Thursday, November 13, 2008


Following up on my post that no country is center right by definition, I have been thinking further about the claim.

One counter argument made by a friend over lunch is that US institutions are center-right. There is no universal health care, welfare is considerably less generous than in other advanced industrial nations, militarism is tolerated in the political discourse. But using the fact that the US government has adopted policies that are distinctly to the right of the people as an argument to continue to pursue policies to the right of the people makes no sense either.

From 1994 through to 2006 the Republican party has managed to scrape together narrow electoral majorities by fusing Nixon's 'Southern' strategy of pandering to racial hatred, supply side economics and militarism. But throughout this period the GOP has only once managed to win the popular vote in the past five Presidential elections and have only won a majority of the house vote twice.

The GOP really consists of four separate factions, three of which only really care about one single issue and the fourth which only cares about power and is willing to agree to any demands from the other three, to the extent that they are not incompatible.

If the US had a direct democracy rather than a representative democracy, this strategy would simply not work.

Let us accept for the sake of argument that there might have been a national consensus in favor of the supply-side, market fundamentalism that has had the GOP in its grip. In the wake of the sub-prime meltdown that consensus is 100% inoperative. McCain was forced to campaign on 'social issues' and 'national security' as the country simply cannot be convinced that the GOP is credible on economic issues.

The National Security issue was used successfully by the GOP in 2002 and 2004. In 2006 the electorate rejected the Iraq war and the National Security was framed in the 2008 campaign as which candidate could best clean up the mess created by the Republican party.

That leaves 'social issues'. Here the religious right has for years been led on with the promise of a ban on abortion and the overturning of Roe vs Wade. At this point there is very clearly a strong national consensus in favor of abortion rights.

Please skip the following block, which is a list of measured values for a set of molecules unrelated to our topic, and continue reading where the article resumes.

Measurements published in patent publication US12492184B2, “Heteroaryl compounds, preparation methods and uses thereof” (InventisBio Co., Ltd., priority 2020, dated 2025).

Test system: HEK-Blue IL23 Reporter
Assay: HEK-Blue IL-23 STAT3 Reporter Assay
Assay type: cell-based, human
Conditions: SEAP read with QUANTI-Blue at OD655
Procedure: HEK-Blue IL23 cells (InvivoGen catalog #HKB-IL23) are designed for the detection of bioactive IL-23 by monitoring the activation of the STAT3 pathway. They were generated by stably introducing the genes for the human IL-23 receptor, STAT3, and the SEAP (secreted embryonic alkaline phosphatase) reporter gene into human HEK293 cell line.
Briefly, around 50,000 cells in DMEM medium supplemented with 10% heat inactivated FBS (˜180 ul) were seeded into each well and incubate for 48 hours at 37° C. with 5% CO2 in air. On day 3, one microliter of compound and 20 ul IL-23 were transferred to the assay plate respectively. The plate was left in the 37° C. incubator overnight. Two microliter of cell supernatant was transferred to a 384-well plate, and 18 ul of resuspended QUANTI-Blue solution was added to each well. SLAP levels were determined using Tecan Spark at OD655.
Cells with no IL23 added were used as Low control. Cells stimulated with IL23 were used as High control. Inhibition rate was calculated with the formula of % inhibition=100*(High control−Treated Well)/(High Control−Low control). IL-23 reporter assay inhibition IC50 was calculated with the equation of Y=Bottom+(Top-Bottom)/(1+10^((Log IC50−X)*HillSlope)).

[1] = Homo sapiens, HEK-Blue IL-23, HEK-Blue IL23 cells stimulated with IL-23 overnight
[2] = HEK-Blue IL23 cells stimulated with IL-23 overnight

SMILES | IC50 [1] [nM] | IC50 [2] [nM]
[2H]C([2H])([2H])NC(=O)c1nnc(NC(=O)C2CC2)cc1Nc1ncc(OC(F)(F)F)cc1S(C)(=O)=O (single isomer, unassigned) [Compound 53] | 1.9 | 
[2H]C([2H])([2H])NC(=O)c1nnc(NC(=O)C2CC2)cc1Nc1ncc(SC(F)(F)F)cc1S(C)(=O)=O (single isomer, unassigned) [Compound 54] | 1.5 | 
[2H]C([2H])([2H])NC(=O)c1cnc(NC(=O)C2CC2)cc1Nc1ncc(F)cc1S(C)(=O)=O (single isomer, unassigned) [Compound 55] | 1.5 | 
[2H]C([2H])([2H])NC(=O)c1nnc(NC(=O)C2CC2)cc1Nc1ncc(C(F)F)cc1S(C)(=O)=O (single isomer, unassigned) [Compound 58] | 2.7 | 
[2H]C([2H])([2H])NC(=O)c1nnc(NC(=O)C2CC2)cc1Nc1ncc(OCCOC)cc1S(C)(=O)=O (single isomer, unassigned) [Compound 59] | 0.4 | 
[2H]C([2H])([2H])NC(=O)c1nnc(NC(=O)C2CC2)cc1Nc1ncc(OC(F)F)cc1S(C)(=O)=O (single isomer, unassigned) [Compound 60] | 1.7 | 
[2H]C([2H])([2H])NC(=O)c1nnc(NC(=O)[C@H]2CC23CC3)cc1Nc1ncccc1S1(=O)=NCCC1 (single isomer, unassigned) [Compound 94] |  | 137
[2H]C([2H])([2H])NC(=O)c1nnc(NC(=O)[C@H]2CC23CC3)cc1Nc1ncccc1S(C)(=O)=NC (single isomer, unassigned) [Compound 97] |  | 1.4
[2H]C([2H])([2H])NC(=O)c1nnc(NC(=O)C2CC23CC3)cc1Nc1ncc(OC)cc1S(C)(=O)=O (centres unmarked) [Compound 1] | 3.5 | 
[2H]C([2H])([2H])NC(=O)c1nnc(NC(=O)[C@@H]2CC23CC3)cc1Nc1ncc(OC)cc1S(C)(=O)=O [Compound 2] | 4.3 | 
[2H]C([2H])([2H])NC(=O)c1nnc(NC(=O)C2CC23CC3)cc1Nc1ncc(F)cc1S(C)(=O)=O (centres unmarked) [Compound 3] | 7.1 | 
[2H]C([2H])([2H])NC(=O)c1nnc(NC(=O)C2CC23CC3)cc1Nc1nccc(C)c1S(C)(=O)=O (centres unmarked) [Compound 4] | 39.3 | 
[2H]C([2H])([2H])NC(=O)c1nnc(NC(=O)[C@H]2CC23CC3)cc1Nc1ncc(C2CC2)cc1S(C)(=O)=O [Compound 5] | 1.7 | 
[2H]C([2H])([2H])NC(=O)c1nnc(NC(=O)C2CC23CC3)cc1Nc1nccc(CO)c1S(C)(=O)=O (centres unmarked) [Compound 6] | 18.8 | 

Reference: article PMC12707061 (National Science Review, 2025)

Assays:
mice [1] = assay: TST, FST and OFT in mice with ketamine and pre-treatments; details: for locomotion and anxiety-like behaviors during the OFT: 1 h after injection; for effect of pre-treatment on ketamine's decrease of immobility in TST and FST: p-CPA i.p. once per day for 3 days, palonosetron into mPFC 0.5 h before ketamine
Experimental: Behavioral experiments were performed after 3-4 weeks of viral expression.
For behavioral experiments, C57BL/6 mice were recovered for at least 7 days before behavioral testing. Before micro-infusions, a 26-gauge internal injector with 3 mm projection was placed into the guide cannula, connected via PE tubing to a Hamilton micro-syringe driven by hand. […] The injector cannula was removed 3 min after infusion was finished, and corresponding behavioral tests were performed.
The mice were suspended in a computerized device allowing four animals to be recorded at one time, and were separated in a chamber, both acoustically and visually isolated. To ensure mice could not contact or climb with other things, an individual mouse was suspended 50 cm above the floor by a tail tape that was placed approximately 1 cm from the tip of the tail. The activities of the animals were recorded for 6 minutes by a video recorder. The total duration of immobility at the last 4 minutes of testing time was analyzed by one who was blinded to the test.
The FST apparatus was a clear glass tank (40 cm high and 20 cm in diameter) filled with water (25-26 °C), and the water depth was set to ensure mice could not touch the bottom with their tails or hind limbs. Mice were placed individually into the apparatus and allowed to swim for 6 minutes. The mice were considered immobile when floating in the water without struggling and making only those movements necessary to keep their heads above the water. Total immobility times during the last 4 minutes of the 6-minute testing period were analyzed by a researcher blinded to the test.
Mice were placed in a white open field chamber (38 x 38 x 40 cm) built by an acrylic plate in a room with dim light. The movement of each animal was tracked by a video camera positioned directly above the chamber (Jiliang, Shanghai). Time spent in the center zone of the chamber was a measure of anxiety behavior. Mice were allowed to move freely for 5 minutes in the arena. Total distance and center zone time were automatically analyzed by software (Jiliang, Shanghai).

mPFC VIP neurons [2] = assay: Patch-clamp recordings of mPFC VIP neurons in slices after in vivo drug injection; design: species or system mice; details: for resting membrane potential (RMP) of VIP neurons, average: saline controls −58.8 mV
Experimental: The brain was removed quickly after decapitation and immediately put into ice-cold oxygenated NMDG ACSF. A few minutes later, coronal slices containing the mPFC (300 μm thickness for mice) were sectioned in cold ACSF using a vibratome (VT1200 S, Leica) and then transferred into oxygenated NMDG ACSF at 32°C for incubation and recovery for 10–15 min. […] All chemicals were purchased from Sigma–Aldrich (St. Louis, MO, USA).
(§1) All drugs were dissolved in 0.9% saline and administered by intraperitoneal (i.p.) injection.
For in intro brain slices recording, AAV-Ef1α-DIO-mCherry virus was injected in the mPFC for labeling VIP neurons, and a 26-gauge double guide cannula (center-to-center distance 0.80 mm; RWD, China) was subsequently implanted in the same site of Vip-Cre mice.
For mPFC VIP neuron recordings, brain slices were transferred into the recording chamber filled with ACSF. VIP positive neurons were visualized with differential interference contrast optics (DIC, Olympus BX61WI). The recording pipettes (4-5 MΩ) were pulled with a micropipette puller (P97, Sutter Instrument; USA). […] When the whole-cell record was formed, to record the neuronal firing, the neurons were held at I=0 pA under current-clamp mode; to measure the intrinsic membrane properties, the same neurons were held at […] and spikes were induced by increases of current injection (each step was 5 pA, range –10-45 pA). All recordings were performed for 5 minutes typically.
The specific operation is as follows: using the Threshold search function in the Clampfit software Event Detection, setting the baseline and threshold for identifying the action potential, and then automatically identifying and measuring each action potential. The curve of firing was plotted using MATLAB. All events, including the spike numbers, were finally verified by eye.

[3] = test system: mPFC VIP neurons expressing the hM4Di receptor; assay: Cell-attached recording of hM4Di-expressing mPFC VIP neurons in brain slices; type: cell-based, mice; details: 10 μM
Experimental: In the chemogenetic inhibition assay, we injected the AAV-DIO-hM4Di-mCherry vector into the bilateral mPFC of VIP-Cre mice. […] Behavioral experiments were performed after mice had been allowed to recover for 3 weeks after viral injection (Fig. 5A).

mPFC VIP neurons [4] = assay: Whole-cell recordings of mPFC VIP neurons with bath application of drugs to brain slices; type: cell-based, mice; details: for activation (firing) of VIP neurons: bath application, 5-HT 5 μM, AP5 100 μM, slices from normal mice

That leaves only same-sex marriage as an issue on which the GOP could credibly claim their party view represents a national consensus. But even there it is a distinctly fragile one. The issue only reached national attention for the first time in 1997 and first legal same sex marriage only took place in 2002.

The first plebiscite to ban gay marriage passed by 67 to 33 in Hawaii in 1998. Ten years later, prop 8 only managed to pass by 52.5% to 47.5% in California, a state with a considerably larger conservative population. During the campaign both sides recognized the fact that should the proposition fail in California, same sex marriage would inevitably be legalized across the whole country.

None of the three wings of the GOP commands a majority of popular support and probably never did. The only reason the coalition worked is that each wing of the party only cared about their particular issue and were willing to sacrifice everything else to get it. The activities of the neo-cons certainly offended the civil libertarian sensibilities of the likes of Grover Norquist but they were prepared to accept a national security state as the necessary price to get lower taxes.

Now that the party has completely lost two branches of government and must expect the third to be put out of reach for a generation, there is little reason for the factions to stick together. Apart from the social conservatives, they can all achieve far more by working with Obama than they can achieve within the GOP.

1 comment:

Evan Ravitz said...

Checks and balances are good. So most people want direct AND representative democracy. Except politicians, the people who buy them, and the lobbyists between.

The most evolved project for a hybrid direct/representative democracy is led by former Sen. Mike Gravel. Registered voters can now vote to ratify the National Initiative for Democracy at, much as citizens ratified the Constitution at the Conventions when the Legislatures wouldn't!